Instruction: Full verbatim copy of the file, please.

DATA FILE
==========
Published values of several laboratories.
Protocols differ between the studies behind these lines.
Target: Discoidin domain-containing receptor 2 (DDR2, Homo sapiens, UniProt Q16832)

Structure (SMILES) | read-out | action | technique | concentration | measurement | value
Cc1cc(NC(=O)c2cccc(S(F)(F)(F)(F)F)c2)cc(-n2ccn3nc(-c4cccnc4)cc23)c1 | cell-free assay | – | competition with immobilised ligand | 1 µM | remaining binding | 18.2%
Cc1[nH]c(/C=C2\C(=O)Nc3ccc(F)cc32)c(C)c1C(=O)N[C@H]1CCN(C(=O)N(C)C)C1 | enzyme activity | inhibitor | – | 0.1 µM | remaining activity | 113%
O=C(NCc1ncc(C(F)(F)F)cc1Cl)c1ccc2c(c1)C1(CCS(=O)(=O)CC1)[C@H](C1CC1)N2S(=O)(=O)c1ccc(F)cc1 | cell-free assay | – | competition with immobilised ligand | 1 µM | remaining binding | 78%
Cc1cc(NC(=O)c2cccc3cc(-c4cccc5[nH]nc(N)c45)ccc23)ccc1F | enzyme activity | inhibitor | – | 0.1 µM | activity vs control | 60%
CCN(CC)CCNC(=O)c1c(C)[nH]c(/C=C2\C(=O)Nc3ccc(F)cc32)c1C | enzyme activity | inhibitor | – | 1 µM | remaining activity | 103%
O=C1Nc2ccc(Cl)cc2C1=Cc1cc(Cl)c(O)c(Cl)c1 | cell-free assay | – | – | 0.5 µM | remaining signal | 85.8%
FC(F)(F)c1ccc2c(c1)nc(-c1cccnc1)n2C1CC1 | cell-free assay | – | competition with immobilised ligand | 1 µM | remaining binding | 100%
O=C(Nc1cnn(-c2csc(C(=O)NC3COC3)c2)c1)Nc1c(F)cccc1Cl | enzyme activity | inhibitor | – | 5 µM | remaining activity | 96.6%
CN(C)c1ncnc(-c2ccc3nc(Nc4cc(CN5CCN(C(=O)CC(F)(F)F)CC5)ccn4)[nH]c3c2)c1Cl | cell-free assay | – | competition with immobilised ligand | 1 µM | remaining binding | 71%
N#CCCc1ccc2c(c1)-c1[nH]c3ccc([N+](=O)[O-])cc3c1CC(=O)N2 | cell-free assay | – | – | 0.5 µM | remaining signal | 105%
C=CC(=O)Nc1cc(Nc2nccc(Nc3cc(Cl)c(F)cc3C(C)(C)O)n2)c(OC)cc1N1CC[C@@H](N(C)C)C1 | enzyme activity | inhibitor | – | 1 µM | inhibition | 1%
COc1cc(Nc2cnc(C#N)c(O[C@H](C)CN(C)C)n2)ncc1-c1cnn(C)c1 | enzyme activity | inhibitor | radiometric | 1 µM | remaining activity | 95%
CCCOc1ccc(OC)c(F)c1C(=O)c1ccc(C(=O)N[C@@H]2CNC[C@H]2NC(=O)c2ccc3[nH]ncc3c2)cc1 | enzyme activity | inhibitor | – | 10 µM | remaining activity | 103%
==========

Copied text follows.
Published values of several laboratories.
Protocols differ between the studies behind these lines.
Target: Discoidin domain-containing receptor 2 (DDR2, Homo sapiens, UniProt Q16832)

Structure (SMILES) | read-out | action | technique | concentration | measurement | value
Cc1cc(NC(=O)c2cccc(S(F)(F)(F)(F)F)c2)cc(-n2ccn3nc(-c4cccnc4)cc23)c1 | cell-free assay | – | competition with immobilised ligand | 1 µM | remaining binding | 18.2%
Cc1[nH]c(/C=C2\C(=O)Nc3ccc(F)cc32)c(C)c1C(=O)N[C@H]1CCN(C(=O)N(C)C)C1 | enzyme activity | inhibitor | – | 0.1 µM | remaining activity | 113%
O=C(NCc1ncc(C(F)(F)F)cc1Cl)c1ccc2c(c1)C1(CCS(=O)(=O)CC1)[C@H](C1CC1)N2S(=O)(=O)c1ccc(F)cc1 | cell-free assay | – | competition with immobilised ligand | 1 µM | remaining binding | 78%
Cc1cc(NC(=O)c2cccc3cc(-c4cccc5[nH]nc(N)c45)ccc23)ccc1F | enzyme activity | inhibitor | – | 0.1 µM | activity vs control | 60%
CCN(CC)CCNC(=O)c1c(C)[nH]c(/C=C2\C(=O)Nc3ccc(F)cc32)c1C | enzyme activity | inhibitor | – | 1 µM | remaining activity | 103%
O=C1Nc2ccc(Cl)cc2C1=Cc1cc(Cl)c(O)c(Cl)c1 | cell-free assay | – | – | 0.5 µM | remaining signal | 85.8%
FC(F)(F)c1ccc2c(c1)nc(-c1cccnc1)n2C1CC1 | cell-free assay | – | competition with immobilised ligand | 1 µM | remaining binding | 100%
O=C(Nc1cnn(-c2csc(C(=O)NC3COC3)c2)c1)Nc1c(F)cccc1Cl | enzyme activity | inhibitor | – | 5 µM | remaining activity | 96.6%
CN(C)c1ncnc(-c2ccc3nc(Nc4cc(CN5CCN(C(=O)CC(F)(F)F)CC5)ccn4)[nH]c3c2)c1Cl | cell-free assay | – | competition with immobilised ligand | 1 µM | remaining binding | 71%
N#CCCc1ccc2c(c1)-c1[nH]c3ccc([N+](=O)[O-])cc3c1CC(=O)N2 | cell-free assay | – | – | 0.5 µM | remaining signal | 105%
C=CC(=O)Nc1cc(Nc2nccc(Nc3cc(Cl)c(F)cc3C(C)(C)O)n2)c(OC)cc1N1CC[C@@H](N(C)C)C1 | enzyme activity | inhibitor | – | 1 µM | inhibition | 1%
COc1cc(Nc2cnc(C#N)c(O[C@H](C)CN(C)C)n2)ncc1-c1cnn(C)c1 | enzyme activity | inhibitor | radiometric | 1 µM | remaining activity | 95%
CCCOc1ccc(OC)c(F)c1C(=O)c1ccc(C(=O)N[C@@H]2CNC[C@H]2NC(=O)c2ccc3[nH]ncc3c2)cc1 | enzyme activity | inhibitor | – | 10 µM | remaining activity | 103%